Nothing so focuses the attention of those who work in a school as the knowledge that their students are about to arrive. On my first day of teaching in a university, I lost my appetite for breakfast. Heaven only knows what anxiety those who prepared the student housing and the bookstore and the classrooms felt. But this I know, from that first experience and the decades in education that have followed: You are all about to give laserlike attention to your tasks. Tunnel vision for you is not a weakness. At the start of school, it becomes a necessity.
Just before we put our heads down to get a closer view of the grindstone, it is useful to put a picture in our minds and hearts of where we are headed and why we are going there. That is easier to do here because living prophets of God have described our possibilities. To get ready for this year, I have studied two of those pictures of the future. One is from President George Albert Smith. The other is from President Spencer W. Kimball. The two views combine for me to make more clear what we should do and who we must become.
President George Albert Smith ended his remarks at the first dedication of the Eyring Science Center on October 17, 1950, with this prayer and blessing for us:
Oh, Father, bless the men and the women who are on the faculty of this great school that they may teach . . . under the influence of Thy Spirit, that they may be able to inspire the . . . men and women with the desire to be worthy to be called Thy children. Bless them that they may see the fruits of their labors, have joy when they have finished their work as instructors and leaders . . . that they may look back over a field, not of grain, not of vegetable, not of other things that people labor so hard for to keep us going here in mortality, but that they may look over a field of Thy sons and daughters who have been developed to be worthy to live with Thee. [BYU Archives, UA 579]
That picture of our students worthy to live with God might have seemed to be in some distant future, in the world to come, if I had not next read this from President Kimball’s second-century address (Spencer W. Kimball, “The Second Century of Brigham Young University,” Speeches of the Year, 1975 [Provo: BYU Press, 1976], 250–51):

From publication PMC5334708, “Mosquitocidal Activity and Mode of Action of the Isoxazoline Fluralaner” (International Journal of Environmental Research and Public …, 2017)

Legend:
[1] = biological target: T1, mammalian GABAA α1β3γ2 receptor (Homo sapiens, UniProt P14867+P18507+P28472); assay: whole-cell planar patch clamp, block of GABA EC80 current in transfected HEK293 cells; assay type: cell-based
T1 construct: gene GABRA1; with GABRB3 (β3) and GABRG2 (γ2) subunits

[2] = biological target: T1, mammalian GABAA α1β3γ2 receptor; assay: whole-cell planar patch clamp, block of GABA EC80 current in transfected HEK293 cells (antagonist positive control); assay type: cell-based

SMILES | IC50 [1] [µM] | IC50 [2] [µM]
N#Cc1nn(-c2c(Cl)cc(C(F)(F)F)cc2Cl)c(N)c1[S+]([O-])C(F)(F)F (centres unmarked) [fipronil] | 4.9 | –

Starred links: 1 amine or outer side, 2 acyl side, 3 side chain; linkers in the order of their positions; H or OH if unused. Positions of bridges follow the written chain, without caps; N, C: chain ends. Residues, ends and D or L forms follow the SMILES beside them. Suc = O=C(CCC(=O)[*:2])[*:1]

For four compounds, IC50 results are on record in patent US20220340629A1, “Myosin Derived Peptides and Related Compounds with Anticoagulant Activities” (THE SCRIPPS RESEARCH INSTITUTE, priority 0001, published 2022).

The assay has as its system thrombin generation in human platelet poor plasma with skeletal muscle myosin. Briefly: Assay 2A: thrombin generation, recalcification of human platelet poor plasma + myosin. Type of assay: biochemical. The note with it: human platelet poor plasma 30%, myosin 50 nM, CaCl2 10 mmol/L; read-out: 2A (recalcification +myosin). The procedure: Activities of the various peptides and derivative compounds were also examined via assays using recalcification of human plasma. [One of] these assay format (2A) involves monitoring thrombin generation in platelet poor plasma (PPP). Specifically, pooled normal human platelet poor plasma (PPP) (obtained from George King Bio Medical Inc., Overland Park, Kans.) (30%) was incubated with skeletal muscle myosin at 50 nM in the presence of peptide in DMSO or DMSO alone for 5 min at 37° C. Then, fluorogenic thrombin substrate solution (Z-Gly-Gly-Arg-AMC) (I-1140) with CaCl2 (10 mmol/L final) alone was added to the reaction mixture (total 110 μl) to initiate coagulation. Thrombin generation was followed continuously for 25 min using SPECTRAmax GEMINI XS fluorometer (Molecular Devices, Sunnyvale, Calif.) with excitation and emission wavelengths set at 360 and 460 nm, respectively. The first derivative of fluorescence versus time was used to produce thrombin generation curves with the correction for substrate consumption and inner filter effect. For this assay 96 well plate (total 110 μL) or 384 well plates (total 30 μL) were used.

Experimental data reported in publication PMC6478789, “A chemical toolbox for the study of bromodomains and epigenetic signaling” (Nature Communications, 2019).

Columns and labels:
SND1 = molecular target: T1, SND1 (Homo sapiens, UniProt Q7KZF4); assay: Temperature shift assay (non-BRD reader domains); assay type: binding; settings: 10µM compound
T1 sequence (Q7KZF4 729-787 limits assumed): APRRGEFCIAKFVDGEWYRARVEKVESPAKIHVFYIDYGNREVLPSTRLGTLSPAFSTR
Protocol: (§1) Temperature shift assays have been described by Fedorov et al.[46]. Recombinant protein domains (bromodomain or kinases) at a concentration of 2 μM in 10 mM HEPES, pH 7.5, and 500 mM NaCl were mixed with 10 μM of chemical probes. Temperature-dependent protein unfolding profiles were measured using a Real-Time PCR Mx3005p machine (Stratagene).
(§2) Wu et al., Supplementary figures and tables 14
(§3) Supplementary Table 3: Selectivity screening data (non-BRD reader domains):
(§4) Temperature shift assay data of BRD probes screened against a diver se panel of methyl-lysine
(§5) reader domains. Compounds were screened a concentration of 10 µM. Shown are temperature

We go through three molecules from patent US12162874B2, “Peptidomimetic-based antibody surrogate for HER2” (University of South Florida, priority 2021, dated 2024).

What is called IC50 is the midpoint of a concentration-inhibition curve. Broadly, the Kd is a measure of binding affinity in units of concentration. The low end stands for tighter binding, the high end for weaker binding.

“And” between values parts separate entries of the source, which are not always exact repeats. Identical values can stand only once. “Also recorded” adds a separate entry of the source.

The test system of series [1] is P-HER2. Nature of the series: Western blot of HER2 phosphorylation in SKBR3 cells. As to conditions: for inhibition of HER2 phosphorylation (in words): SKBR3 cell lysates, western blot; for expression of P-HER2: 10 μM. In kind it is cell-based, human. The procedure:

We must not lose either our moorings or our sense of direction in the second century. We still have before us the remarkable prophecy of John Taylor when he observed:
“You will see the day that Zion will be as far ahead of the outside world in everything pertaining to learning of every kind as we are today in regard to religious matters. You mark my words, and write them down, and see if they do not come to pass.” [JD 21:100]
Surely we cannot refuse that rendezvous with history because so much of what is desperately needed by mankind is bound up in our being willing to contribute to the fulfillment of that prophecy. Others, at times, also seem to have a sensing of what might happen. Charles H. Malik, former president of the United Nations General Assembly, voiced a fervent hope when he said that “one day a great university will arise somewhere—I hope in America—to which Christ will return in His full glory and power, a university which will, in the promotion of scientific, intellectual, and artistic excellence, surpass by far even the best secular universities of the present, but which will at the same time enable Christ to bless it and act and feel perfectly at home in it.” [“Education in Upheaval: The Christian’s Responsibility,” Creative Help for Daily Living 21 (September 1970): 10; see Brigham Young University: A School of Destiny, Ernest L. Wilkinson and W. Cleon Skousen, eds. (Provo: BYU Press, 1976), xiii]
Malik spoke with certainty of a time when the Savior will return in glory to this earth. He described a place—a university—where the resurrected Lord would join with the students and the faculty and all who labor there. The Master will feel perfectly at home there.
That would seem beyond our reach if after reading this quote President Kimball had not then said: “Surely BYU can help to respond to that call!” (“Second Century,” 251).